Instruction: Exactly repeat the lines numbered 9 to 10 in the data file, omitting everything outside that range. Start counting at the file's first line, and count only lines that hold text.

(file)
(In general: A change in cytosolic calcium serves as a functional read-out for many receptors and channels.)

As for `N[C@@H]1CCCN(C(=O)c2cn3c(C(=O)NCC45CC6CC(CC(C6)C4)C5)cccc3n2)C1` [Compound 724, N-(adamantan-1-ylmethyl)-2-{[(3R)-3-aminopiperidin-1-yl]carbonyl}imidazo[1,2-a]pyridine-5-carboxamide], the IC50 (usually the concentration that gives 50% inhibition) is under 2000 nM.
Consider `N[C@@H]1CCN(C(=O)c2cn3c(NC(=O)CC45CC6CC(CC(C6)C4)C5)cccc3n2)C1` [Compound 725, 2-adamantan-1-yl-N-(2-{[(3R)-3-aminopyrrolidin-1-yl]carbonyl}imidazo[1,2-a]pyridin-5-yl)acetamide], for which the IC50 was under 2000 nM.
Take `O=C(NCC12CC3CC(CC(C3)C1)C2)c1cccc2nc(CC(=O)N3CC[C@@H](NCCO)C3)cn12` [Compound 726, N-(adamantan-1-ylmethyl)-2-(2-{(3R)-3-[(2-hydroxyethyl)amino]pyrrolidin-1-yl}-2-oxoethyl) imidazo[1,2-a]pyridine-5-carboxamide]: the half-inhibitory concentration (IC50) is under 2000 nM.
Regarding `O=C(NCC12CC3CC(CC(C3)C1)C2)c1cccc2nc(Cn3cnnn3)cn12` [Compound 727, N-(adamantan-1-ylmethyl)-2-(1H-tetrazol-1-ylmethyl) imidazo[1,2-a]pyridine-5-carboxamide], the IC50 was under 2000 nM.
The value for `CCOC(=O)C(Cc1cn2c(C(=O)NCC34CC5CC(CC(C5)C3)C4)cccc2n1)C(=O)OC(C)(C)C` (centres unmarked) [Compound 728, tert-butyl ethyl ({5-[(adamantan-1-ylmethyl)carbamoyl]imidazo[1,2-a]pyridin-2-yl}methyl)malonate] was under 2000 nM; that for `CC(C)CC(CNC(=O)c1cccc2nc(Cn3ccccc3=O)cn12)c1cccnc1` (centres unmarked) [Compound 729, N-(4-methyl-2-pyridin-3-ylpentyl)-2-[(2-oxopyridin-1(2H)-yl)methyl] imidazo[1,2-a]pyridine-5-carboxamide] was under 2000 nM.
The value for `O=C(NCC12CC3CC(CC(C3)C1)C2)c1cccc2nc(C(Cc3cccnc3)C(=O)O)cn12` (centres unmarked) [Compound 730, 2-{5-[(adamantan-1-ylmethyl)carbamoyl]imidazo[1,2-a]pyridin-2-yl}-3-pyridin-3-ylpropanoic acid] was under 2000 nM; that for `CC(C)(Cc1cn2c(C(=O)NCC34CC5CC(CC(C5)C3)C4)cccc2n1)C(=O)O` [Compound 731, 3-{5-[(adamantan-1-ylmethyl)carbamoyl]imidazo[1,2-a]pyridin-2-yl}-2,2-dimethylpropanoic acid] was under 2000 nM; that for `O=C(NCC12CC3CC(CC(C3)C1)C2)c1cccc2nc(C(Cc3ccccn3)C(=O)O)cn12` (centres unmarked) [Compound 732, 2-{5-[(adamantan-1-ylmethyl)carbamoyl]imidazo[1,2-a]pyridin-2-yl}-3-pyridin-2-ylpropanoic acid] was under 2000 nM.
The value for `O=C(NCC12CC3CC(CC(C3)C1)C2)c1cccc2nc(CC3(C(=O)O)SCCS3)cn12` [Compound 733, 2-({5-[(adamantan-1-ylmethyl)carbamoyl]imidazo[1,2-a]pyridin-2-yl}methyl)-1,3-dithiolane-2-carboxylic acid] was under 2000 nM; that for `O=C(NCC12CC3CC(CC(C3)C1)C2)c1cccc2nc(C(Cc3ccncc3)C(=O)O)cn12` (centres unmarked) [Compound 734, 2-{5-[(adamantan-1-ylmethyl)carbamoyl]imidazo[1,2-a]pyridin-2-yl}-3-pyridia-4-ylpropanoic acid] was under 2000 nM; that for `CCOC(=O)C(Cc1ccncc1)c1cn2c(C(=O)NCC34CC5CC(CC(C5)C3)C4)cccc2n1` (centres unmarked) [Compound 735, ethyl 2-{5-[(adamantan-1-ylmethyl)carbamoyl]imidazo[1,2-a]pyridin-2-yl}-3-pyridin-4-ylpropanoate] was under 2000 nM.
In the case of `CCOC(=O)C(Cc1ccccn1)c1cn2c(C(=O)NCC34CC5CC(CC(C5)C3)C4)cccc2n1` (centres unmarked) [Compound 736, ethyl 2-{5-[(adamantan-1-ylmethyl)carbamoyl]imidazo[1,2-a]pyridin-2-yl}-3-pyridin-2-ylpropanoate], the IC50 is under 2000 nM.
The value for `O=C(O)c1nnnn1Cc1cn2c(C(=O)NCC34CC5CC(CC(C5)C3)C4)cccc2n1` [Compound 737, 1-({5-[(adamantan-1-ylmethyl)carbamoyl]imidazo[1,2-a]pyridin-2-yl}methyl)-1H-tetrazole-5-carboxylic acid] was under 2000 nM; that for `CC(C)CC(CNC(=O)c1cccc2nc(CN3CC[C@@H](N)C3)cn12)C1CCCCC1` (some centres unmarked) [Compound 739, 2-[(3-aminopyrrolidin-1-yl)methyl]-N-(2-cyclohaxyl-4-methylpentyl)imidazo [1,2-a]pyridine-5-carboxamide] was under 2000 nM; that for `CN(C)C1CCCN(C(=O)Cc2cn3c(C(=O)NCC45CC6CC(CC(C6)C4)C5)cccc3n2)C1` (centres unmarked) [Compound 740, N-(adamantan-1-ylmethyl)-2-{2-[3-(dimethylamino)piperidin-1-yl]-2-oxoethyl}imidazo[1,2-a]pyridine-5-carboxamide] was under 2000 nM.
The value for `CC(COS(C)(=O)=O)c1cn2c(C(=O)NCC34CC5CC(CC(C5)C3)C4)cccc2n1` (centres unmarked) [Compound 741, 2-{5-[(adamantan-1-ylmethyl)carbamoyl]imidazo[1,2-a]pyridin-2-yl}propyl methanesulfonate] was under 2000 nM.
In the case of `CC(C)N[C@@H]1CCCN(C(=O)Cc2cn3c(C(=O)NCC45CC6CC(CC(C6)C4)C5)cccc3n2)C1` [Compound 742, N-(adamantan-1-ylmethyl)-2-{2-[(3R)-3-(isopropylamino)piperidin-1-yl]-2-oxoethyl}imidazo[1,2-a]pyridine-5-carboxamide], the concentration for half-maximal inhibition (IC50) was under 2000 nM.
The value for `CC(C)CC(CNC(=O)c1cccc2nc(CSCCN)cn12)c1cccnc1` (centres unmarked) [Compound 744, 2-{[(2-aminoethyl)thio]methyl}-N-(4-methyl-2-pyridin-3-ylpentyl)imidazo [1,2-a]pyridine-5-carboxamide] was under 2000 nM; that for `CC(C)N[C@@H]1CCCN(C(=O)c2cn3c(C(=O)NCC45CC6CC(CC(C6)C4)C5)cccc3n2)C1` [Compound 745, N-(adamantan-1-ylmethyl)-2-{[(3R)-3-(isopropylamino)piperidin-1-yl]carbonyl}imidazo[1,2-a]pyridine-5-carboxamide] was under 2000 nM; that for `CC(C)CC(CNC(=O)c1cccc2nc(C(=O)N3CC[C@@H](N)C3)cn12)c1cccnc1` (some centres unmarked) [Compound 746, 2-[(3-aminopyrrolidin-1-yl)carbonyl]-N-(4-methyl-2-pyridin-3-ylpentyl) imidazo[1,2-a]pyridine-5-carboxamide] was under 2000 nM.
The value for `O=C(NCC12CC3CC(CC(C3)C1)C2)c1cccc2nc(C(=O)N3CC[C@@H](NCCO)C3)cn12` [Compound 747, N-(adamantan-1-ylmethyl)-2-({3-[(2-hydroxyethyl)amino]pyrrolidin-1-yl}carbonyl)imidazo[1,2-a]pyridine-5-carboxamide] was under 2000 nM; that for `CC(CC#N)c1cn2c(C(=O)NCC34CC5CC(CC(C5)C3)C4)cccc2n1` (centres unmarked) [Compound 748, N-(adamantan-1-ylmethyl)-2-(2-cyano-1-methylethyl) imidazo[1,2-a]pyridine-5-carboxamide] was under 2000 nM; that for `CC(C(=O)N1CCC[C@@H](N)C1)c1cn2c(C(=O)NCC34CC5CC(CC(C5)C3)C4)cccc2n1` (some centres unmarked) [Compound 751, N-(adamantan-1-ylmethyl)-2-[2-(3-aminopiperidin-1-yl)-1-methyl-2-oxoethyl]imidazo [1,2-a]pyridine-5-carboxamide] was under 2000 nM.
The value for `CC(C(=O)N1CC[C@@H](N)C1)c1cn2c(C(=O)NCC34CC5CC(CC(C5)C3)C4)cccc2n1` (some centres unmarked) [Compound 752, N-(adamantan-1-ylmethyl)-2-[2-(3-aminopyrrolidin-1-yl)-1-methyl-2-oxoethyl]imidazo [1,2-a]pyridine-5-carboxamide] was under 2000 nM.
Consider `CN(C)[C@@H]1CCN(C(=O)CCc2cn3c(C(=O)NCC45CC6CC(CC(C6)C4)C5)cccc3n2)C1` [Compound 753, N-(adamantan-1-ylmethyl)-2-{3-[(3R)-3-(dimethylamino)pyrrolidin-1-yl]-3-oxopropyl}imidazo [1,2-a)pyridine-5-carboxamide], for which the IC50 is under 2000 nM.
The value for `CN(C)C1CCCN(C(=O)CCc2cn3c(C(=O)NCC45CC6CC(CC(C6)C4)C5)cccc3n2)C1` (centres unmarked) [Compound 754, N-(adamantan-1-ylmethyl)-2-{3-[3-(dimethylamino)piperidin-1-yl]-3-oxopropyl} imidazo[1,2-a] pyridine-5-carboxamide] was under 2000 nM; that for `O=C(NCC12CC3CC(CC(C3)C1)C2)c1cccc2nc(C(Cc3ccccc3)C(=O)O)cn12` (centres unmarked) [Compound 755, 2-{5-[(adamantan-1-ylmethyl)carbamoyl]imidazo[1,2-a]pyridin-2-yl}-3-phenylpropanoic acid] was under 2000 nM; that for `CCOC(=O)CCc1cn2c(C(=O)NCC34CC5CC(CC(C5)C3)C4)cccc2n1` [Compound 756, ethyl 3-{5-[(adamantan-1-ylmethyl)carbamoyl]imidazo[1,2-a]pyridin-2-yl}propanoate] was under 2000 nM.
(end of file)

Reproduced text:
In the case of `CCOC(=O)C(Cc1ccccn1)c1cn2c(C(=O)NCC34CC5CC(CC(C5)C3)C4)cccc2n1` (centres unmarked) [Compound 736, ethyl 2-{5-[(adamantan-1-ylmethyl)carbamoyl]imidazo[1,2-a]pyridin-2-yl}-3-pyridin-2-ylpropanoate], the IC50 is under 2000 nM.
The value for `O=C(O)c1nnnn1Cc1cn2c(C(=O)NCC34CC5CC(CC(C5)C3)C4)cccc2n1` [Compound 737, 1-({5-[(adamantan-1-ylmethyl)carbamoyl]imidazo[1,2-a]pyridin-2-yl}methyl)-1H-tetrazole-5-carboxylic acid] was under 2000 nM; that for `CC(C)CC(CNC(=O)c1cccc2nc(CN3CC[C@@H](N)C3)cn12)C1CCCCC1` (some centres unmarked) [Compound 739, 2-[(3-aminopyrrolidin-1-yl)methyl]-N-(2-cyclohaxyl-4-methylpentyl)imidazo [1,2-a]pyridine-5-carboxamide] was under 2000 nM; that for `CN(C)C1CCCN(C(=O)Cc2cn3c(C(=O)NCC45CC6CC(CC(C6)C4)C5)cccc3n2)C1` (centres unmarked) [Compound 740, N-(adamantan-1-ylmethyl)-2-{2-[3-(dimethylamino)piperidin-1-yl]-2-oxoethyl}imidazo[1,2-a]pyridine-5-carboxamide] was under 2000 nM.